Phama and the mealie pip | Nal'ibali
Home | Written stories | Multilingual stories | Phama and the mealie pip

Written stories

Phama and the mealie pip


Written by Margot Bertelsmann


Illustrated by Chantelle and Burgen Thorne

Listen to the story here

Phama planted his pip and it grew and grew. It grew so high, it disappeared into the clouds.

“I’m going to climb all the way to the top,” Phama said. Baba sneered. 

A huge voice boomed. “Sniff-splutter-snort-fart! I smell the blood of a young upstart!”

It was the nasty giant. “Catch me if you can,” teased Phama. Phama saw a magic bag.

Inside was all the gold the nation ever mined. Phama saw a magic singer.

He knew all the songs the nation ever sung. Phama saw a magic goose. She laid enough golden eggs for everyone.

“I will come back with treasure for you,” Phama shouted down to Gogo on the ground.

Gogo sighed. Phama picked a ripe mealie off the stalk. He roasted it over a fire.

He melted butter over the golden pips and wafted the smell up into the giant’s nostrils.

“Bring me my giant toothpick,” the giant shouted. But Phama was gone.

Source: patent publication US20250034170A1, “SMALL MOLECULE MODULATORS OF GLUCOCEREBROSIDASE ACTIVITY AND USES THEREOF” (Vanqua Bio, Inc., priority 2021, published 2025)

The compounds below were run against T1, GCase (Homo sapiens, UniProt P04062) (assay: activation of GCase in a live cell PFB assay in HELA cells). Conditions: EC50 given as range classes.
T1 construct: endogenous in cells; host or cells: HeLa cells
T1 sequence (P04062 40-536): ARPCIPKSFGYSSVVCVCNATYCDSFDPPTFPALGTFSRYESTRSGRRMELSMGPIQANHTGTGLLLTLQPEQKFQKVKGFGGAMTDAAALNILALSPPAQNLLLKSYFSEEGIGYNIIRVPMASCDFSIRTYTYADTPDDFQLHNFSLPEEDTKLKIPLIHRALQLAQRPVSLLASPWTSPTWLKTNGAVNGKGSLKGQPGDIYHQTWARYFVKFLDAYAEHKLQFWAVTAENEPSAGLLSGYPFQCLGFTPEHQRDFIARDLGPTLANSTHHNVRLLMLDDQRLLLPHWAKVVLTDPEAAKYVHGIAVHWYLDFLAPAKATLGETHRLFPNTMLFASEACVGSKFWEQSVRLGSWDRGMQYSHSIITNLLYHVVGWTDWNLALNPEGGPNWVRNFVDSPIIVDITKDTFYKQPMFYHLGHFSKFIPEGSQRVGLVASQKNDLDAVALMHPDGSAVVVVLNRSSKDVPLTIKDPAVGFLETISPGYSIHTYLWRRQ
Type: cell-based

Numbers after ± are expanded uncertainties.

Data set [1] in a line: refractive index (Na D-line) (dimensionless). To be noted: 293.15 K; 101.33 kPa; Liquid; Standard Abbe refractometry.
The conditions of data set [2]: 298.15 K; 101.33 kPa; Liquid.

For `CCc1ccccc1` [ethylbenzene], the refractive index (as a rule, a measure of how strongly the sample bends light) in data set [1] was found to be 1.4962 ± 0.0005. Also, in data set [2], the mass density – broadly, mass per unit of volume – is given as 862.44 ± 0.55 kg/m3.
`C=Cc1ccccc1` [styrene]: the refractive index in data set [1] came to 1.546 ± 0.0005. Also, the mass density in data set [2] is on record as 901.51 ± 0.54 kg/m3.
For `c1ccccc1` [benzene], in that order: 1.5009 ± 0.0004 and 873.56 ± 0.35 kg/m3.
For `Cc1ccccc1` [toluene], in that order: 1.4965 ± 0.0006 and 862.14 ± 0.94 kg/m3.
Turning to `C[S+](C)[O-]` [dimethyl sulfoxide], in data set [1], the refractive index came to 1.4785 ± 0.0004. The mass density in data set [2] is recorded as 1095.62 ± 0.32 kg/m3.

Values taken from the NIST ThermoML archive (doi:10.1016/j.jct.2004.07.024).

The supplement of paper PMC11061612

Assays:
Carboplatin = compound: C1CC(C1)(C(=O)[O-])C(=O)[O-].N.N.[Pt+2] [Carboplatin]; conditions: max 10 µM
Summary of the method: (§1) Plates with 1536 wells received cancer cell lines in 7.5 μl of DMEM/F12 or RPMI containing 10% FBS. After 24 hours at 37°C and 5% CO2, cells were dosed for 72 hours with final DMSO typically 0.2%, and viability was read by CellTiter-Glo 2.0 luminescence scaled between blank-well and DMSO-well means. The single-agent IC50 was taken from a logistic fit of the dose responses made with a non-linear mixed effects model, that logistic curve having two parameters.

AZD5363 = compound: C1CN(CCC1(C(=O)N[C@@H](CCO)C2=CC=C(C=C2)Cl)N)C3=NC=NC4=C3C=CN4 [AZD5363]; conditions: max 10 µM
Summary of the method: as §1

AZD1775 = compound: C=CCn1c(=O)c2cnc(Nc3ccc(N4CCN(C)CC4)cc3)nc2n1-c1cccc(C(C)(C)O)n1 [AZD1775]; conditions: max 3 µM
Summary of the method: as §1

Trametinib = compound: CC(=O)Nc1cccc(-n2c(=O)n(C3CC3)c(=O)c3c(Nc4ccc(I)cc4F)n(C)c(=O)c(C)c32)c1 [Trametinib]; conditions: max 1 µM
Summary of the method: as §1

And so was the bag. And the singer. And the goose. Even the mealie stalk was gone. Phama had chopped it down, you see.


Nal’ibali fun

Ideas to talk about

Is it right for Phama to take the giant’s treasure without asking? Why/why not? What do you think Phama is going to do with the giant’s treasure bag and the singer? What would you have done differently if you were Phama?


Draw your own picture of Phama and the nasty giant that shows how big the giant is.


Be a word detective! Look closely at the story. Can you find the things that Phama or the nasty giant smelled, saw or tasted?


Imagine that Phama is writing in his diary entry for the day on which he climbed to the top of the mealie stalk. You could start like this: Dear Diary, You will never guess what happened today …


Save the mealie cobs of mealies you have eaten. Put different coloured paints into small containers. Dip the mealie cobs into the paint, then use them to print different patterns and shapes on paper.


Imagine that you are the nasty giant. Move around like you think he would while you say “Sniff-splutter-snort-fart! I smell the blood of a young upstart!” in a huge, booming voice.